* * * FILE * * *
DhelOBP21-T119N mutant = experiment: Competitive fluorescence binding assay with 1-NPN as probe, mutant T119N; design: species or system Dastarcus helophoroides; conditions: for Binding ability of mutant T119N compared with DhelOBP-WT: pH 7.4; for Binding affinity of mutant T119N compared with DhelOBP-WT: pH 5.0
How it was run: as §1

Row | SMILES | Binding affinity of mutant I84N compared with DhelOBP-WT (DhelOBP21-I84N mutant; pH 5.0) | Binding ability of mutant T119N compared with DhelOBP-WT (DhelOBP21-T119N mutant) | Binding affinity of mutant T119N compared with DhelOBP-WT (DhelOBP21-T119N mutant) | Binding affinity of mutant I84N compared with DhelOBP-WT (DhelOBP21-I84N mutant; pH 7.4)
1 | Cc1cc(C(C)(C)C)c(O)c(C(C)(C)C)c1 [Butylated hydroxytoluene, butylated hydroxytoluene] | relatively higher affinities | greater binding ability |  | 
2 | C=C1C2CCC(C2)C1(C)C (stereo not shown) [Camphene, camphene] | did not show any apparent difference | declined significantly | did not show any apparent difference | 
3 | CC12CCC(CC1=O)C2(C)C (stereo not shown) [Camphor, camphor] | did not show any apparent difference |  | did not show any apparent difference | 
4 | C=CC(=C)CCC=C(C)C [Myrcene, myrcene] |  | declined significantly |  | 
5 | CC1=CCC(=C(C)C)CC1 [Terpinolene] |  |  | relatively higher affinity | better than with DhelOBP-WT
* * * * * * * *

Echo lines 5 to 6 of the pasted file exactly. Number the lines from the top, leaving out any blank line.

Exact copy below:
2 | C=C1C2CCC(C2)C1(C)C (stereo not shown) [Camphene, camphene] | did not show any apparent difference | declined significantly | did not show any apparent difference | 
3 | CC12CCC(CC1=O)C2(C)C (stereo not shown) [Camphor, camphor] | did not show any apparent difference |  | did not show any apparent difference | 